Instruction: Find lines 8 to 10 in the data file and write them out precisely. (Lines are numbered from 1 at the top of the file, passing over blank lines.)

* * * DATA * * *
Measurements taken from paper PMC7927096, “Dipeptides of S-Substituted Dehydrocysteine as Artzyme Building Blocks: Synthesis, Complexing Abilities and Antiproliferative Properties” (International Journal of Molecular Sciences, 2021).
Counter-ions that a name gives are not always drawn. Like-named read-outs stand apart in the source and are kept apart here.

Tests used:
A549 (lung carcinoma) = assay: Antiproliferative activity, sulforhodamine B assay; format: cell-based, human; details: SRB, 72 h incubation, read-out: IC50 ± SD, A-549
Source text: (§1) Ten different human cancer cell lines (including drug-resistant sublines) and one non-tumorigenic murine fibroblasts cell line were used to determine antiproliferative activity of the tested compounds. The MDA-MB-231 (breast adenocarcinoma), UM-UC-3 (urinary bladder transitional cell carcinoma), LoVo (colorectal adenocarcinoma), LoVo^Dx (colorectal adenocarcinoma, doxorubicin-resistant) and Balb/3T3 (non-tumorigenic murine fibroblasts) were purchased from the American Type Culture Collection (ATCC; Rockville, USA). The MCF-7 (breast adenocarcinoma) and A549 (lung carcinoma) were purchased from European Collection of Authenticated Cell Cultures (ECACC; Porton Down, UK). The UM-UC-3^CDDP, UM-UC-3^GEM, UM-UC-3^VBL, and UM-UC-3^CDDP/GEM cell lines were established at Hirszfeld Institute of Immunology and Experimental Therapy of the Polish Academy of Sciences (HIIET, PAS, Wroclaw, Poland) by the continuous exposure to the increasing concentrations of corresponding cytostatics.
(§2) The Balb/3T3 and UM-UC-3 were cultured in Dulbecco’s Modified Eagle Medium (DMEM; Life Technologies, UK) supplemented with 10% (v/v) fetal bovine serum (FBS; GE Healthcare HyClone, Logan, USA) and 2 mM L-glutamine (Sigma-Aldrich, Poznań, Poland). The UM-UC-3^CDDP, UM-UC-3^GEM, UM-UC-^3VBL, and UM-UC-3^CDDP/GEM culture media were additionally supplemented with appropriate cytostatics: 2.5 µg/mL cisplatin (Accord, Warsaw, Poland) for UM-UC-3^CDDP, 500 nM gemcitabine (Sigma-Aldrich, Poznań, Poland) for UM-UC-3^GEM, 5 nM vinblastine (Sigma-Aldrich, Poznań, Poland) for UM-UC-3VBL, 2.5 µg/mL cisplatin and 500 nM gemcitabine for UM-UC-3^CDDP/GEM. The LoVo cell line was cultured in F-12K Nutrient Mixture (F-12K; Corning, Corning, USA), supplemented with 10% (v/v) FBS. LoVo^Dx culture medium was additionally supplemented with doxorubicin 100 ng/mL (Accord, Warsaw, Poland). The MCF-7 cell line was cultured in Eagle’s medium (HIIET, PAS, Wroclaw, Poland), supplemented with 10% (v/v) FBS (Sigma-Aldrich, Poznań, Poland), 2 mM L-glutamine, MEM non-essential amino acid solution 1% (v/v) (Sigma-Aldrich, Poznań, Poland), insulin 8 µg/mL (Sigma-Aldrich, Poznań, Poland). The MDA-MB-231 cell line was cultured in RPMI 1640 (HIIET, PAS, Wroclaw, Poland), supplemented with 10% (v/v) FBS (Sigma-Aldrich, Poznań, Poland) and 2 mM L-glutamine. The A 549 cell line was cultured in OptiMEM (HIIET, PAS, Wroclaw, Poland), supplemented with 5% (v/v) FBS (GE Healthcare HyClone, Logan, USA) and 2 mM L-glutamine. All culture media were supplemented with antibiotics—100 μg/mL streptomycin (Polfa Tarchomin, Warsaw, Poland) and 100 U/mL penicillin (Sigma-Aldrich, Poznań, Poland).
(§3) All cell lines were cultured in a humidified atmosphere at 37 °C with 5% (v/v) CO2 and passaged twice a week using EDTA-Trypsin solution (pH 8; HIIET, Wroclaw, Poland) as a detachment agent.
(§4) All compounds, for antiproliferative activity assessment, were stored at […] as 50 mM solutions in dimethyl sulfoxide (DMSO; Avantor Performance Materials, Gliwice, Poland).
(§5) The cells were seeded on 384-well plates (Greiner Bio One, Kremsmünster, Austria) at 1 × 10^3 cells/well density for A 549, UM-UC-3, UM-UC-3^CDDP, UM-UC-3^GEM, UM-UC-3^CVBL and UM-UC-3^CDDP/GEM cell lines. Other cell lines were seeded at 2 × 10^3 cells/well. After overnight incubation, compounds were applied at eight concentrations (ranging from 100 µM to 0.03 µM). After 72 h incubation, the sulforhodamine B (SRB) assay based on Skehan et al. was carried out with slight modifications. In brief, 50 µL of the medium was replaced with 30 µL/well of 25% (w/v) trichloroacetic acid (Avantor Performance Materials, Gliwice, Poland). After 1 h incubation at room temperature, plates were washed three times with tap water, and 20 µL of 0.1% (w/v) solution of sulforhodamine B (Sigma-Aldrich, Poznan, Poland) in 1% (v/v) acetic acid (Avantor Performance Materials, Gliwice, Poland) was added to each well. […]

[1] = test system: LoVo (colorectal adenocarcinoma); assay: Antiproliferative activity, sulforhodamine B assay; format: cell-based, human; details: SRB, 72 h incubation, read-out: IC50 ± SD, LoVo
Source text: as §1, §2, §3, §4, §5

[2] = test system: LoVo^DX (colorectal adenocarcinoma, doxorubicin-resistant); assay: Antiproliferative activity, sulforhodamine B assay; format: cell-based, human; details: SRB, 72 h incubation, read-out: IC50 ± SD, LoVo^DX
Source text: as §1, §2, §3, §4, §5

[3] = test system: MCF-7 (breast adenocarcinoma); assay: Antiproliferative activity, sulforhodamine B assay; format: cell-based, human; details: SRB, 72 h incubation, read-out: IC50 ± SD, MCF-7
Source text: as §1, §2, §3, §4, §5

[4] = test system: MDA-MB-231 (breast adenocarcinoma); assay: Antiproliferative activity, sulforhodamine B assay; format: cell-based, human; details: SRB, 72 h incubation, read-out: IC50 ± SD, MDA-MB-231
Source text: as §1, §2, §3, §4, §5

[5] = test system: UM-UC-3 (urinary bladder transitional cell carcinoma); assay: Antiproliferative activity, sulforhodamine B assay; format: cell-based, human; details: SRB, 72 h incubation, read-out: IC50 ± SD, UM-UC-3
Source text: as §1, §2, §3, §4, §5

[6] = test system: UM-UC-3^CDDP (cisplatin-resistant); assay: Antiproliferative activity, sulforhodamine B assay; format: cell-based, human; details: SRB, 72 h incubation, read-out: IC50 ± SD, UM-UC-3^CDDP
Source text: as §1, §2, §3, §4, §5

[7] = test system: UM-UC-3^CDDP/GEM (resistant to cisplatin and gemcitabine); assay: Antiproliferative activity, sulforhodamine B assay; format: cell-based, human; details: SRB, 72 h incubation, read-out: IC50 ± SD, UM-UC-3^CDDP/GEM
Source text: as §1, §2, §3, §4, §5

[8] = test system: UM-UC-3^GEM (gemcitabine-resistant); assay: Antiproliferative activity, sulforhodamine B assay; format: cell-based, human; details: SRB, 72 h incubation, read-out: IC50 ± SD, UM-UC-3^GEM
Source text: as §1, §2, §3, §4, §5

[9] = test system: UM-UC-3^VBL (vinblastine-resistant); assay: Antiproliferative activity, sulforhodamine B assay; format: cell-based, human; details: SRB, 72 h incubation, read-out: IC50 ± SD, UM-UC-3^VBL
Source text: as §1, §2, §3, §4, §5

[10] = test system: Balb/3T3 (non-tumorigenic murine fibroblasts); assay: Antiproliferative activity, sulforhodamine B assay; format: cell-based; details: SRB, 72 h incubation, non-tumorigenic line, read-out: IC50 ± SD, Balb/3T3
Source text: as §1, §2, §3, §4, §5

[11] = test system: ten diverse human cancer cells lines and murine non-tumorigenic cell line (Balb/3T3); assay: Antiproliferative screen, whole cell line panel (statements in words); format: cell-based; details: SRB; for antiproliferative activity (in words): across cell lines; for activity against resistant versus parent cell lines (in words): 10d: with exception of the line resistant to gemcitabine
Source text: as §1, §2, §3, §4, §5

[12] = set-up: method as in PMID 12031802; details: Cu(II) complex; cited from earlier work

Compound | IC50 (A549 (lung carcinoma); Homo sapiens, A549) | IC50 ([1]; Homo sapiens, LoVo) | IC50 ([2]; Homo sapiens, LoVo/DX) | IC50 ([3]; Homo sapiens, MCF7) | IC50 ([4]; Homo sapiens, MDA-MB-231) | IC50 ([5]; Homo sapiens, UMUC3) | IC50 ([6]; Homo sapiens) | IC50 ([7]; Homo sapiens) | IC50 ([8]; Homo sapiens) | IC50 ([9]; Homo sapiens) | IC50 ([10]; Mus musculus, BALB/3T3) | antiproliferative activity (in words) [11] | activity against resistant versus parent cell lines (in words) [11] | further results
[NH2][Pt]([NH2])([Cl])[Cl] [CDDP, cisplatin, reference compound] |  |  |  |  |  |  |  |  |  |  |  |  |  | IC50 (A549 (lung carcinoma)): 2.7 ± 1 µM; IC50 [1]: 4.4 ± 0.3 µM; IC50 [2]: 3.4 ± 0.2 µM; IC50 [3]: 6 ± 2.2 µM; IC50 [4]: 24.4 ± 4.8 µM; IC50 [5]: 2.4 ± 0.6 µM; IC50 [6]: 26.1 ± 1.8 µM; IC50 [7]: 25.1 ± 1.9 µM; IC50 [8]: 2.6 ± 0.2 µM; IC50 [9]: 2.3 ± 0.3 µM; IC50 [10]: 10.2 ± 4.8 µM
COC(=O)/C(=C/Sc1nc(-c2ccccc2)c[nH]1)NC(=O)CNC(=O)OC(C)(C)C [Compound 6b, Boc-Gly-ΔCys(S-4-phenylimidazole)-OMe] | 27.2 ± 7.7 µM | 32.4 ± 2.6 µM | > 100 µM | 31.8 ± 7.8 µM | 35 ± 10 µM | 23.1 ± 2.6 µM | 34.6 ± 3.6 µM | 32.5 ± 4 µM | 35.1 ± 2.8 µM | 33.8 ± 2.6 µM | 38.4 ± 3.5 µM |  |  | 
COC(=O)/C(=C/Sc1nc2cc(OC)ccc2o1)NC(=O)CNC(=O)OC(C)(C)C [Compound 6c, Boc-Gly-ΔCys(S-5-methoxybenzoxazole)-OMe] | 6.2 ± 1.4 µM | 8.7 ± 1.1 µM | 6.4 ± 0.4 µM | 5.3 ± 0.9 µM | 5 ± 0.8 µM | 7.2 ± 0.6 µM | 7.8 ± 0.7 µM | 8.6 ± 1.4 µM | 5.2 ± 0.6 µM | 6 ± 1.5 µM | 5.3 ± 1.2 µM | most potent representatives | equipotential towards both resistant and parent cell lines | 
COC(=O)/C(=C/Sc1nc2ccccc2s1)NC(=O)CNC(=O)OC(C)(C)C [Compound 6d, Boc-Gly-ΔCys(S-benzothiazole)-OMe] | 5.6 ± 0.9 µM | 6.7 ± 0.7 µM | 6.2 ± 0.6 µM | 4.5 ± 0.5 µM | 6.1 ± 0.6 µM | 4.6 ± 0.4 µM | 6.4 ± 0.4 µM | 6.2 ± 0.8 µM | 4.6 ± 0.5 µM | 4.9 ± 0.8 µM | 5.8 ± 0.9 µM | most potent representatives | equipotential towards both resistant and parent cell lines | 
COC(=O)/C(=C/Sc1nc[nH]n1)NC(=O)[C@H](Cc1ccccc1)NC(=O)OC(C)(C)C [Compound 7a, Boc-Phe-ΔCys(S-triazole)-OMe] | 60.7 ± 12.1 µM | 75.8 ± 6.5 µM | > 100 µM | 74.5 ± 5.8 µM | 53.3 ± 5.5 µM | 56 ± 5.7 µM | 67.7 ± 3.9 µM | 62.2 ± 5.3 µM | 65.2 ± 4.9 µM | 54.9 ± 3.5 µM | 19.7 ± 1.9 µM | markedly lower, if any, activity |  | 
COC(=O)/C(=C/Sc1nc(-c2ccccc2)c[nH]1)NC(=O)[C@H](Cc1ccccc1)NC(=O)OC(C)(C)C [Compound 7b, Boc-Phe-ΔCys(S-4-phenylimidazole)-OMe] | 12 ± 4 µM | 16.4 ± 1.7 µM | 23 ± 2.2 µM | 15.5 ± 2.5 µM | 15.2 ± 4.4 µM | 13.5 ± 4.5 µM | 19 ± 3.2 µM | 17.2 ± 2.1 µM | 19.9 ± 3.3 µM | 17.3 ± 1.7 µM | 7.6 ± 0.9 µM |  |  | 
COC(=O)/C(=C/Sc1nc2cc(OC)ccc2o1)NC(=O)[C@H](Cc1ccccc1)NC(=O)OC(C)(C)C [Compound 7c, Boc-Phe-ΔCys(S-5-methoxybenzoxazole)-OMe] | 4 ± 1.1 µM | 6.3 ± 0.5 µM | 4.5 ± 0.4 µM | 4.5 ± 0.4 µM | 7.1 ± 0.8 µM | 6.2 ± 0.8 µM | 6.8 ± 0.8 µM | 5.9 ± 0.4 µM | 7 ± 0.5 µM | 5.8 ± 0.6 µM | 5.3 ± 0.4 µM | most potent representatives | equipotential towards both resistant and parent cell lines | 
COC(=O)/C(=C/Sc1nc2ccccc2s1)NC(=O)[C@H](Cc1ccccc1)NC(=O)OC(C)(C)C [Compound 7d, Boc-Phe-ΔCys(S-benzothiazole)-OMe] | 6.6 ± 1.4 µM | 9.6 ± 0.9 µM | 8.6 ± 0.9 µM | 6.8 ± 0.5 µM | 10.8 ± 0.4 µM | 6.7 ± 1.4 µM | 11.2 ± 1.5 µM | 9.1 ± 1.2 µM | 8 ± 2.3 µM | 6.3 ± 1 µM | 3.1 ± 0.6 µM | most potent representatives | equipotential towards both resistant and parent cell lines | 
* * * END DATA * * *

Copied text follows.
(§4) All compounds, for antiproliferative activity assessment, were stored at […] as 50 mM solutions in dimethyl sulfoxide (DMSO; Avantor Performance Materials, Gliwice, Poland).
(§5) The cells were seeded on 384-well plates (Greiner Bio One, Kremsmünster, Austria) at 1 × 10^3 cells/well density for A 549, UM-UC-3, UM-UC-3^CDDP, UM-UC-3^GEM, UM-UC-3^CVBL and UM-UC-3^CDDP/GEM cell lines. Other cell lines were seeded at 2 × 10^3 cells/well. After overnight incubation, compounds were applied at eight concentrations (ranging from 100 µM to 0.03 µM). After 72 h incubation, the sulforhodamine B (SRB) assay based on Skehan et al. was carried out with slight modifications. In brief, 50 µL of the medium was replaced with 30 µL/well of 25% (w/v) trichloroacetic acid (Avantor Performance Materials, Gliwice, Poland). After 1 h incubation at room temperature, plates were washed three times with tap water, and 20 µL of 0.1% (w/v) solution of sulforhodamine B (Sigma-Aldrich, Poznan, Poland) in 1% (v/v) acetic acid (Avantor Performance Materials, Gliwice, Poland) was added to each well. […]

[1] = test system: LoVo (colorectal adenocarcinoma); assay: Antiproliferative activity, sulforhodamine B assay; format: cell-based, human; details: SRB, 72 h incubation, read-out: IC50 ± SD, LoVo